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Corporate Reputation

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Corporate Reputation Review

Volume 12 Number 4

A Systematic Review of the Corporate Reputation Literature: Definition, Measurement, and Theory
Kent Walker Asper School of Business, University of Manitoba, Winnipeg, Manitoba, Canada

ABSTRACT

A systematic review of the corporate reputation literature is conducted. The final sample of 54 articles (and one book) consists of well-cited papers, and papers in journals that have published high quality work in corporate reputation. The sample is then analyzed and the three fundamental problems in the reputation literature are addressed – the need for a comprehensive and well-accepted definition, the difficulty in operationalizing corporate reputation, and the ongoing need for more developed theory. Two main findings evolve from this analysis: (1) reputation may have different dimensions and is issue specific, and (2) different stakeholder groups may have different perceptions of corporate reputations. The implications for future research are discussed. Corporate Reputation Review (2010) 12, 357–387. doi:10.1057/crr.2009.26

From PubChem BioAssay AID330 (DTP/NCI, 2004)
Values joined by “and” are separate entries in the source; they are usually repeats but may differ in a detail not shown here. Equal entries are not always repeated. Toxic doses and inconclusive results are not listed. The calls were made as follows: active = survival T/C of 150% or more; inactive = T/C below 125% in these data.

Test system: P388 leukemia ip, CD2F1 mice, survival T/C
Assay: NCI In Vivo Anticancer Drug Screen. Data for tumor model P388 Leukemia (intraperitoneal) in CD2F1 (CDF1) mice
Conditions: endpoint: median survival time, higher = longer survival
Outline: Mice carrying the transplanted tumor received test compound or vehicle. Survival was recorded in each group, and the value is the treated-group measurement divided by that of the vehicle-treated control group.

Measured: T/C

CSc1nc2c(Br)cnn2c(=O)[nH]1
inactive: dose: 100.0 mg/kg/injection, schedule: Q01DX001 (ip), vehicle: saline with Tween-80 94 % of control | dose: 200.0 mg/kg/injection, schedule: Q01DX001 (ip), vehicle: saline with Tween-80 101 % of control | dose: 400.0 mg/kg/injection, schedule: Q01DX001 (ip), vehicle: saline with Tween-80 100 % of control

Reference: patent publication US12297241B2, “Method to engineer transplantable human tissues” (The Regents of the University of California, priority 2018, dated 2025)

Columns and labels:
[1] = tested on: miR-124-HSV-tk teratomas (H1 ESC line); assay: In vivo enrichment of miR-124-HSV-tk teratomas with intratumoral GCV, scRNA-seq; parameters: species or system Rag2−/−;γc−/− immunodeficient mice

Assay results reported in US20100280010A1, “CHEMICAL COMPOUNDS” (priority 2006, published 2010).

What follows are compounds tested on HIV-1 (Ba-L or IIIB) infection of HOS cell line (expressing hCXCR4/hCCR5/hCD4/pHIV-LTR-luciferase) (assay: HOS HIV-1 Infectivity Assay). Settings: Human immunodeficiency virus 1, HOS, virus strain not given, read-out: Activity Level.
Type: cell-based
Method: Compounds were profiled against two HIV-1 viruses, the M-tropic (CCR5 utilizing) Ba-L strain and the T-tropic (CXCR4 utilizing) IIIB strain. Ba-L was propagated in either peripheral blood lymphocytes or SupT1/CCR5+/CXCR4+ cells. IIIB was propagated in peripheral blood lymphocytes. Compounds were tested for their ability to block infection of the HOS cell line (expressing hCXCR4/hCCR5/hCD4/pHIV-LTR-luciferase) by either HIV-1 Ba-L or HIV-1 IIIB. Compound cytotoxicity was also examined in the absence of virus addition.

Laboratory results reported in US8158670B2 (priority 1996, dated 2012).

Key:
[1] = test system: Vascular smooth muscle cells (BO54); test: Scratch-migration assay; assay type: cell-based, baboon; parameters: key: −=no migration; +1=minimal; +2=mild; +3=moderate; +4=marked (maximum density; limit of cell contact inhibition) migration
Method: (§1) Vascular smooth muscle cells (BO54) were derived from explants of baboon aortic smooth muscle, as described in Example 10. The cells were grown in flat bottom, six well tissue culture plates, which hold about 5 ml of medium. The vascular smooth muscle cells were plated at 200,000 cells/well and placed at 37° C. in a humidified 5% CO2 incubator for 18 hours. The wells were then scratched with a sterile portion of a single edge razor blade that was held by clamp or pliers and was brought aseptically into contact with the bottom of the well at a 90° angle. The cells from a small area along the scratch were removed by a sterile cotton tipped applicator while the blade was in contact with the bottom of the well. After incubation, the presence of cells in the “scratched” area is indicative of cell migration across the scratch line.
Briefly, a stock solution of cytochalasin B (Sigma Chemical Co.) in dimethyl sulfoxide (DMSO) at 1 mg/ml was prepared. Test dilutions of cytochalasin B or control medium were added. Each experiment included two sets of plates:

KEYWORDS: corporate reputation; definition;

operationalization; organizational identity; organizational image; systematic review
INTRODUCTION

There are many reasons why organizations and researchers should care about corporate reputation. The relationship between reputation and a sustained competitive advantage is widely acknowledged in the literature (eg, Fombrun and Shanley, 1990; Fombrun, 1996; Hall, 1993; Roberts and Dowling, 2002). Researchers have repeatedly found

a link between reputation and organizational performance (Brown and Perry, 1994; Deephouse, 2000; Fombrun and Shanley, 1990). In fact, ‘reputation is arguably the single most valued organizational asset’ (Gibson et al., 2006: 15). In his study, Hall (1993) found that CEO’s consistently ranked corporate reputation as the...

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